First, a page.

Training Your Heart: The Hardest Working Organ

hardest working organ heart

We’re highlighting your body’s hardest-working organ… your heart! Though your heart is an organ, it also works like a muscle, pumping blood through your giant system of blood vessels (over 60,000 miles long).

Like any muscle in your body, the more you work your heart, the better you can condition it. The harder you work, the more nutrients and oxygen your heart needs to keep up. With consistent exercise, your body can pump blood more effectively, thus pushing a greater volume with each beat.

What does Each Side of Your Heart Do?

Though the traditional cartoon heart with its symmetrical curved sides is not an accurate representation of what a heart looks like, there is indeed a “right” and a “left” side to the heart.

Right side: Receives blood with minimal oxygen and directs it to your lungs where carbon dioxide exits and oxygen enters. This side of your heart does the cleaning.

Left side: With the blood now filled with oxygen from the right side, the left side disperses the blood throughout the rest of your body.  This is the distribution side of your heart.

What Affects Your Heart Rate?

A stronger heart means it is more capable of pumping blood efficiently, which can be improved with conditioning. This can result in a lower heart rate at rest and the ability to reach higher heart rates if your body demands it.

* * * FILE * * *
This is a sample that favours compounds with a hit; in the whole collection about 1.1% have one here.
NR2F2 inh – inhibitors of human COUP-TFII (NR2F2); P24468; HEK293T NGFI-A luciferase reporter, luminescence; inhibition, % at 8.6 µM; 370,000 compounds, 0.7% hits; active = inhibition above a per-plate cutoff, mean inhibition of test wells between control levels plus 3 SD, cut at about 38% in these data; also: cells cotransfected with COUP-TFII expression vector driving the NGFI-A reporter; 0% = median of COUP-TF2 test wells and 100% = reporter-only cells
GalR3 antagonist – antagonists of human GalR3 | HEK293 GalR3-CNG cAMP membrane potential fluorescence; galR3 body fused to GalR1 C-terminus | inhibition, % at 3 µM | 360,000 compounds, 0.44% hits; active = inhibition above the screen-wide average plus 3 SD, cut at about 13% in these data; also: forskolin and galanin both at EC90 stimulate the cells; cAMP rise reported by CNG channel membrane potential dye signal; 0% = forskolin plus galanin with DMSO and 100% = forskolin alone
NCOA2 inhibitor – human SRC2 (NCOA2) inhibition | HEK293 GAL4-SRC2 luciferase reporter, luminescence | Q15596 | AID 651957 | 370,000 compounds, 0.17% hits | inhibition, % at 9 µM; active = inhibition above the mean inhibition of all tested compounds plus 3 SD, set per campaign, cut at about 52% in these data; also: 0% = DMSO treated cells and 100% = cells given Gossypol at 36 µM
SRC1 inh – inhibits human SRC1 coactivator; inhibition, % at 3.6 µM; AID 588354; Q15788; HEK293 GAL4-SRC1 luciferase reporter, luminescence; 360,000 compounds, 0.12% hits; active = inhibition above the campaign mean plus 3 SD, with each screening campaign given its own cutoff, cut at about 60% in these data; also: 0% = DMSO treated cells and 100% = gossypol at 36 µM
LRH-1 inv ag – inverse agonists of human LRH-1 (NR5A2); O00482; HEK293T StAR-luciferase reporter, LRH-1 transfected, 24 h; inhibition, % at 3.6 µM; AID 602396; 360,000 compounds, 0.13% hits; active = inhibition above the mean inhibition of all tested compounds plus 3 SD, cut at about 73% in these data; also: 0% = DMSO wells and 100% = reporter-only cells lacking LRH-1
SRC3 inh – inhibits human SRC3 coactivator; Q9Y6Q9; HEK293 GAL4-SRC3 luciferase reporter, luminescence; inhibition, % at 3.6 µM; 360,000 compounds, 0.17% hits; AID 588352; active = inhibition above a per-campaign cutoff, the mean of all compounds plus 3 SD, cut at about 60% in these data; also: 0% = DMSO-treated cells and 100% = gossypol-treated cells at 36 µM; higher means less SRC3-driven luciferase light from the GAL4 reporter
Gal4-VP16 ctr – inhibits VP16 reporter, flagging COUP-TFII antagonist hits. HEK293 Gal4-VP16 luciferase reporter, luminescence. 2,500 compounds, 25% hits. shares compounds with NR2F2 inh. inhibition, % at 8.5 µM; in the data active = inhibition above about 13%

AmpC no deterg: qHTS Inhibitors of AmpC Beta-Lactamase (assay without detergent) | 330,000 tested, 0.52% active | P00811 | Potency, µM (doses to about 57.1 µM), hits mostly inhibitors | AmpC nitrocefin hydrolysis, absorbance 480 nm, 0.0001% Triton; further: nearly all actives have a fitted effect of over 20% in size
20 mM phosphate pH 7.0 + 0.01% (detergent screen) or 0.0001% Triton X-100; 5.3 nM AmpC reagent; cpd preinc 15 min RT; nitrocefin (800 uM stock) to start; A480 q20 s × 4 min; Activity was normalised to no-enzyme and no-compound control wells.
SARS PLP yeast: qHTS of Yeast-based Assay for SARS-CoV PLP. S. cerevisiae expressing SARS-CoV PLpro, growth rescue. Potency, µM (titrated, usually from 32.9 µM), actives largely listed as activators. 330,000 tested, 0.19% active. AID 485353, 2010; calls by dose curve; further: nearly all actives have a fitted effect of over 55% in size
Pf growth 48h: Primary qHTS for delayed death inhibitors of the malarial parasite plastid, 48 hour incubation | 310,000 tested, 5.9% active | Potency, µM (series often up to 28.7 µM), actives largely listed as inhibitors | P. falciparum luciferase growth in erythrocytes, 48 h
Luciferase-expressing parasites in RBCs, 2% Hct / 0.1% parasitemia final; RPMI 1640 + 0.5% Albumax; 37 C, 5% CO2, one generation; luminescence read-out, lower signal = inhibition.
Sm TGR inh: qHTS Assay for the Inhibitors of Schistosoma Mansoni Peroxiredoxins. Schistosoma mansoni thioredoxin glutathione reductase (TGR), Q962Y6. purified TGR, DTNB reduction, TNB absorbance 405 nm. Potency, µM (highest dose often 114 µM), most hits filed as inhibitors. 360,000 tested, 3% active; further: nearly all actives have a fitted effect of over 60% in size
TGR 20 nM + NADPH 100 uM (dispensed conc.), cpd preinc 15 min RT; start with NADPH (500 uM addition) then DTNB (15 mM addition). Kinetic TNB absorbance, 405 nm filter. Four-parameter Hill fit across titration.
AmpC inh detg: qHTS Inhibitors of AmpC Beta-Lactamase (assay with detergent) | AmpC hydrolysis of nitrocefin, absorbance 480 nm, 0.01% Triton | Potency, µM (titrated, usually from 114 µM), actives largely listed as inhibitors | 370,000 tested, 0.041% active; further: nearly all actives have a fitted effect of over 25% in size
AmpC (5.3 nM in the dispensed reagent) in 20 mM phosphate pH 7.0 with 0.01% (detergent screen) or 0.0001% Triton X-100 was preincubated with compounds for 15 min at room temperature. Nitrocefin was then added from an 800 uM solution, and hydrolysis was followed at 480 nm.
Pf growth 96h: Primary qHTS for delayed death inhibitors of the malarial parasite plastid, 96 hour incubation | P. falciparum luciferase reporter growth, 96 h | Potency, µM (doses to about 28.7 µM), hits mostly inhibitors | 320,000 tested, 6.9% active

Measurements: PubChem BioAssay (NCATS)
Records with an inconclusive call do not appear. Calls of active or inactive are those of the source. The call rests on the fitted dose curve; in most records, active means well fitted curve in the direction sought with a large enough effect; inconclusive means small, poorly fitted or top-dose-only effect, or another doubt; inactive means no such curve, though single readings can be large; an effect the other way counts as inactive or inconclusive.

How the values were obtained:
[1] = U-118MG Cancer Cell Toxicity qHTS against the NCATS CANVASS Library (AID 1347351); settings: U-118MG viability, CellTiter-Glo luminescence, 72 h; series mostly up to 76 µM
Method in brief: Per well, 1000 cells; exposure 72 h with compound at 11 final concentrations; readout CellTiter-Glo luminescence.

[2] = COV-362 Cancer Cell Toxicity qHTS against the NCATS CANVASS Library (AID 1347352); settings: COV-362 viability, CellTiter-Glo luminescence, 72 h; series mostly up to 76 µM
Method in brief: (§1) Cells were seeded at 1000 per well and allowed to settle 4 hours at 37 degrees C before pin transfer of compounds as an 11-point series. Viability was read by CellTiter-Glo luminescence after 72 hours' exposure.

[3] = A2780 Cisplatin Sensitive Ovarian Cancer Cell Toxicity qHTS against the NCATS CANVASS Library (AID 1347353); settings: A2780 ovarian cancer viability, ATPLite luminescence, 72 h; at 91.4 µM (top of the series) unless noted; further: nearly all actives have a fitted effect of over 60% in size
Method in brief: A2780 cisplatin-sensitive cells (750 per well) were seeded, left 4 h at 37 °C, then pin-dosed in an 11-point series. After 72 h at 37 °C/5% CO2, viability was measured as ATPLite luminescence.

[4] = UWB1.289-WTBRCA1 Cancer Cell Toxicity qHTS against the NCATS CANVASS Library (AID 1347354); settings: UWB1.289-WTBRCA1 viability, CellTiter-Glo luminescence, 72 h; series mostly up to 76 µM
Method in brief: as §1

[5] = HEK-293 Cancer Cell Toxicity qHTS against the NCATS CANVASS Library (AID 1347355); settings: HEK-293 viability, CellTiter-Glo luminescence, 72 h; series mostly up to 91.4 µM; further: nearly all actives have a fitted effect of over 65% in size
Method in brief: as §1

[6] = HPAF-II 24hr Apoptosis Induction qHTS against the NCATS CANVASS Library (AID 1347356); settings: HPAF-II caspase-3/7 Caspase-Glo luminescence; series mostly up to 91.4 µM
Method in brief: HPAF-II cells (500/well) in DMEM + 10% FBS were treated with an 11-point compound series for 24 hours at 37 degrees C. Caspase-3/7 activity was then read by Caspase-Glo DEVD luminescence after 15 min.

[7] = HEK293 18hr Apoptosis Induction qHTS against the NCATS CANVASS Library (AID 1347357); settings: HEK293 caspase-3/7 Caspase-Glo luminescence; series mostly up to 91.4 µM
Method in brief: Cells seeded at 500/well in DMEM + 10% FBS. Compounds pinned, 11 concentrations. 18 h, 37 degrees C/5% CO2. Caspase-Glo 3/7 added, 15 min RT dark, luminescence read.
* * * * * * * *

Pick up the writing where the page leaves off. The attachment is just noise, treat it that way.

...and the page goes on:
Your heart rate is typically 60 to 100 beats per minute at rest. When you are active, it will increase your beats per minute to meet the needs of the rest of your body. Your heart rate is established by electrical signals that trigger muscle cells in your heart’s chambers to contract.

If you have high blood pressure, it is often because portions of your arteries are blocked, preventing your blood from flowing easily, even at rest. This can result in higher resting blood pressures.

More physical activity = higher heart rates. But this is not the same for each person. Two people running the same speed will not have the same heart rate, in fact, they could be substantially different depending on their conditioning and other health attributes.

Besides Exercise, How Can You Strengthen Your Heart?

While exercise is crucial for your overall health, there are a few other additions you can add to your routine that can help keep your heart strong.

Decrease sodium intake: Consuming salty foods, or those high in sodium can raise your blood pressure, causing your heart to work harder, even at rest, leading to long-term problems.

Sit less: Those that sit for prolonged periods have been connected to having increased blood pressure, even if they receive the recommended amount of daily physical activity. Take breaks from sitting to stand up more often.

Learn about DASH foods: DASH is a diet plan (Dietary Approaches to Stop Hypertension) designed to help lower blood pressure. While you do not have to commit to the diet plan 100%, choosing some of the recommended foods that are high in potassium, calcium, and magnesium, can make a difference.